Intro to ABA 2: Reinforcement

Why do we do the things we do? : Reinforcement

Now you’ve read Part 1, you will have learned that behaviours occur due to be evoked by an antecedent. The likelihood of a behaviour occurring in the future is impacted by the consequence. If the consequence increases the future probability (the behaviour occurs when the antecedent is present) then this is known as reinforcement.

“Consequences affect only future behavior. Specifically, a behavioral consequence affects the relative frequency with which similar responses will be emitted in the future under similar stimulus conditions”. (Cooper, Heron & Heward, 2007, page 34).

Many of the examples used in Part 1 demonstrate reinforcement, so let’s review one again.

ABC 1.3

This consequence could be an example of reinforcement if you say hello to this person again, or if you say “hey” to the next person you see (if you’re very social), or if you say “hey” to the next familiar person. This demonstrates reinforcement if the behaviour continues to be evoked by people, or familiar/specific people in the future. If, however, the person is rude to you, you say “hey” and they tell you to leave them alone or roll their eyes at you, then this may be aversive social interaction and it turn may make you less likely to want to say “hey” to them again, or anyone else you see that day.

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As with evolution, reinforcement keeps behaviours occurring that are beneficial to the person. Being social and part of a group, having shelter and food are crucial to our survival so obtaining these things will reinforce behaviours that enabled us to get these things. Although everyone is individual and specific items or activities that may be reinforcing for one person, may not be reinforcing for another person. Just think of marmite; you either love it or you hate it! If you hate marmite, and someone gives you a sandwich with it inside and you didn’t realise until you bit into it, you would stop eating the sandwich, or even spit the bite out! If you love marmite, you might ask for another sandwich! That’s reinforcement!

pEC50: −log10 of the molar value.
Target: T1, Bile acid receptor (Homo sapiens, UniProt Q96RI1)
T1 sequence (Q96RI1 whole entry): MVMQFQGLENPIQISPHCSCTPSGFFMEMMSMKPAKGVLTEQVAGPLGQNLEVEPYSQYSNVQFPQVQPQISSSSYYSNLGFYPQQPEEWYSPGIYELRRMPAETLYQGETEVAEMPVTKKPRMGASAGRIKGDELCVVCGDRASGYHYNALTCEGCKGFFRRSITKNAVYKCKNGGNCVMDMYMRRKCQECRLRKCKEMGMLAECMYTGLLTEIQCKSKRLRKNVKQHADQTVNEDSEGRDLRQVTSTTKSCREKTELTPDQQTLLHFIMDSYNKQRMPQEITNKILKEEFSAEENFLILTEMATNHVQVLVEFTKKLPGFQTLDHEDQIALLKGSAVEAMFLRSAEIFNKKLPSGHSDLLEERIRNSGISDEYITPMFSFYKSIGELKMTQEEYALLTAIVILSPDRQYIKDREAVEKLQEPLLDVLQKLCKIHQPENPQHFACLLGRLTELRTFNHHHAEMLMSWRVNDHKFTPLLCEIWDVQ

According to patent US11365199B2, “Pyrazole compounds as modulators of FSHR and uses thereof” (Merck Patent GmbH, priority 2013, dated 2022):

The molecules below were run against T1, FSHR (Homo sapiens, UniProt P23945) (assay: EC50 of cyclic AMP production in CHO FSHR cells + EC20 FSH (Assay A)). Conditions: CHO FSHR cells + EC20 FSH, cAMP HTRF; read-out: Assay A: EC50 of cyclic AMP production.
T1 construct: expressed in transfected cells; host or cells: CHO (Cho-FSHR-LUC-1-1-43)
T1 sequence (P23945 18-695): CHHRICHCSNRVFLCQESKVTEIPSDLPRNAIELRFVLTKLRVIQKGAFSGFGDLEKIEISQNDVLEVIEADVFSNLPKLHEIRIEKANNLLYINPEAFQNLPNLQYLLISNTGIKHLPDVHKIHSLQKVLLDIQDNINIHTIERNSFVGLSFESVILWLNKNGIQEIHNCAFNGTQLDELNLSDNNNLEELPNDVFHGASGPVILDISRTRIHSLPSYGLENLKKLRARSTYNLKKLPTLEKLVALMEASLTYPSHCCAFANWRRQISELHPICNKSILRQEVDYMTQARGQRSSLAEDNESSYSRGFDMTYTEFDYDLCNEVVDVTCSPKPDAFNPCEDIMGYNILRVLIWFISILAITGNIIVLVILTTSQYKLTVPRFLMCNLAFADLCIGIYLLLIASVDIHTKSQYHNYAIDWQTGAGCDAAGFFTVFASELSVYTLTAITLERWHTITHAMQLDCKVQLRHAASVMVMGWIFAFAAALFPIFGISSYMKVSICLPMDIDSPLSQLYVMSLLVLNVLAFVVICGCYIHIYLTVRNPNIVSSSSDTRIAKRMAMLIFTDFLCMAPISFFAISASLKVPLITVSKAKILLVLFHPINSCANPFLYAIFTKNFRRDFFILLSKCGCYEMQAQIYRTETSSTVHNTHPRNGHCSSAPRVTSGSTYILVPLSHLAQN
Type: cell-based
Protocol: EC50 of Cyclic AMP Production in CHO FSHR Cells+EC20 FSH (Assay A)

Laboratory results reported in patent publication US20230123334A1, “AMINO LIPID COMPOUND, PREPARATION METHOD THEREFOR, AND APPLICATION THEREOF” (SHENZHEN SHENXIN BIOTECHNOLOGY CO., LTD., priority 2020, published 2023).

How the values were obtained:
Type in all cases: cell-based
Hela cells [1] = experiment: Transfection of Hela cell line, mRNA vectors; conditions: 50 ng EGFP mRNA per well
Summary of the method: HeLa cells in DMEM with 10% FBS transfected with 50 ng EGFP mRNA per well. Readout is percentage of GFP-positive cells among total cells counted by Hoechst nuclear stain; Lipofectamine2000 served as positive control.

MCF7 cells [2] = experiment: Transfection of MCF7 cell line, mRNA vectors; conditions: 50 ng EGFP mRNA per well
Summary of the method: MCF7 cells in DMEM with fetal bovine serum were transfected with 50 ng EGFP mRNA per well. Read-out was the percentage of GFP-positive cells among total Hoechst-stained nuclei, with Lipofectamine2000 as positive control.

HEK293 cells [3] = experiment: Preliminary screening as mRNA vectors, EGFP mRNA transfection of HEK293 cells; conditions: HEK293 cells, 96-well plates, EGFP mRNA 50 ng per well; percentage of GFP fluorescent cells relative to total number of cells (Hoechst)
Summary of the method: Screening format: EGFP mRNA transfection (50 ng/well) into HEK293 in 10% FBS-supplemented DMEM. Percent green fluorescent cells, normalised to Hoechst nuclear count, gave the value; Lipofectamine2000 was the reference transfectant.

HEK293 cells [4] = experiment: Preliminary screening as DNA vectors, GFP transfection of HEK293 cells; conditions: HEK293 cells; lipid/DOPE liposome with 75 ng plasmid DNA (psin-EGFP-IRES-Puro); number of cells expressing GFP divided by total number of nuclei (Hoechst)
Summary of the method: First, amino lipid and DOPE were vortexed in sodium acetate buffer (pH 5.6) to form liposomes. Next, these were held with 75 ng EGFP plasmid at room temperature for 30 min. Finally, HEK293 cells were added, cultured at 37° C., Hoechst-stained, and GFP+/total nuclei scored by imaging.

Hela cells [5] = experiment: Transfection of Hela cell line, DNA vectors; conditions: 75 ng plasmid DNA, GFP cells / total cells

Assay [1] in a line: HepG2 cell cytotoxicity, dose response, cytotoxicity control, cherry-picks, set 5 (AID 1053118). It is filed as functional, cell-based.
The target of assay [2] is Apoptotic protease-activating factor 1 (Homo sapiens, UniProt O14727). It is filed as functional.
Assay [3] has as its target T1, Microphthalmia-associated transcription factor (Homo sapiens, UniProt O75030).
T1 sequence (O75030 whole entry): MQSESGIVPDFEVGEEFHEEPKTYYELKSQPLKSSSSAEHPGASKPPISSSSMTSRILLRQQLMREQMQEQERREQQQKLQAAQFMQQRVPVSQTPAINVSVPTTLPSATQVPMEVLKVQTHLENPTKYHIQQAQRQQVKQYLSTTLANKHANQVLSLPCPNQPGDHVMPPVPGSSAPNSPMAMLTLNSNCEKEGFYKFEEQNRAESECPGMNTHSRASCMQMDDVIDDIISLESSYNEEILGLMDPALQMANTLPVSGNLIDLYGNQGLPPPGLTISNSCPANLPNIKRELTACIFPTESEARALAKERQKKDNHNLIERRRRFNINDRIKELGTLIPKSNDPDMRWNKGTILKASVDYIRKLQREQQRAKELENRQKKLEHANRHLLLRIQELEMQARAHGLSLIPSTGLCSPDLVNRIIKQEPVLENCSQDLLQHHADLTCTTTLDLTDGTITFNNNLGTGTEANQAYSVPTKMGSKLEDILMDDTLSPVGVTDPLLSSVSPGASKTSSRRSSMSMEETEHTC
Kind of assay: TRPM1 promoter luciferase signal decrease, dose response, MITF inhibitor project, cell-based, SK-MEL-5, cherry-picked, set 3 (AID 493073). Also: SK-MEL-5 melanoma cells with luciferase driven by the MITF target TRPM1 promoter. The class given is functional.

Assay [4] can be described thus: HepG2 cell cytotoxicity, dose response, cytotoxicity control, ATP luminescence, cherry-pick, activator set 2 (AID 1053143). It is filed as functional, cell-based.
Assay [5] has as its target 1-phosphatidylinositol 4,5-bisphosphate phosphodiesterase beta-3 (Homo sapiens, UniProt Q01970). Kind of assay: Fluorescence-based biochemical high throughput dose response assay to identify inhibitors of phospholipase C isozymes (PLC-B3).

“In both operant conditioning and the evolutionary selection of behavioral characteristics, consequences alter future probability. Reflexes and other innate patterns of behavior evolve because they increase the chances of survival of the species.” Skinner, 1953, page 90.

ABC 1.2

Reinforcement can change from moment to moment, or across days or weeks. For instance you may get a craving for a particular food, like chocolate or sweets, and then once you have eaten so much chocolate or sugary treats you may feel sick and the thought of eating any more sweets would be horrible! Any behaviour that is followed by more sweets or chocolates would not be reinforced by the consequence. You may stop any behaviours that resulted in sweets or chocolates, i.e., reaching into the biscuit tin, or opening wrappers.

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When thinking about a persons behaviour, think about the consequence that follows it. If you are perplexed by why you keep doing something or why someone behaves in a certain way, the clue is in the consequence. Does the person get an item, or access to an activity or social interaction when the behave that way? Even if it’s something seemingly unpleasant, like an argument or awful interaction; if the behaviour continues to occur, reinforcement is at play!

“Everyone responds to reinforcement, whether it is the obvious and dramatic applause for a job well done, or imply a paycheck at the end of the work week. We work because we get paid. We are polite to get a smile from a customer. We volunteer because we feel good helping others” (Barbera, 2007, page 58).

Look out for Part 3. Coming soon!

Also, feel free to contact me about any questions or comments, by commenting below, emailing me at, using the contact form, or messaging me via Facebook or twitter.

<— Back to the Intro Series Homepage



Cooper, J. O., Heron, T. E., & Heward, W. L. (2007). Applied Behaviour Analysis (2nd ed.) New Jersey: Pearson Education, Inc

Lynch Barbera, M. (2007). The Verbal Behavior Approach: How to teach children with Autism and Related Disorders (Chapter 2). Philadelphia, PA: Jessica Kingsley Publishers.

Skinner, B. F. (1953). Science and human behavior. New York: Macmillan.

Future Reading/Listening:

Autism Live, (2014, Nov, 14). The principles of ABA: Reinforcement. Retrieved from



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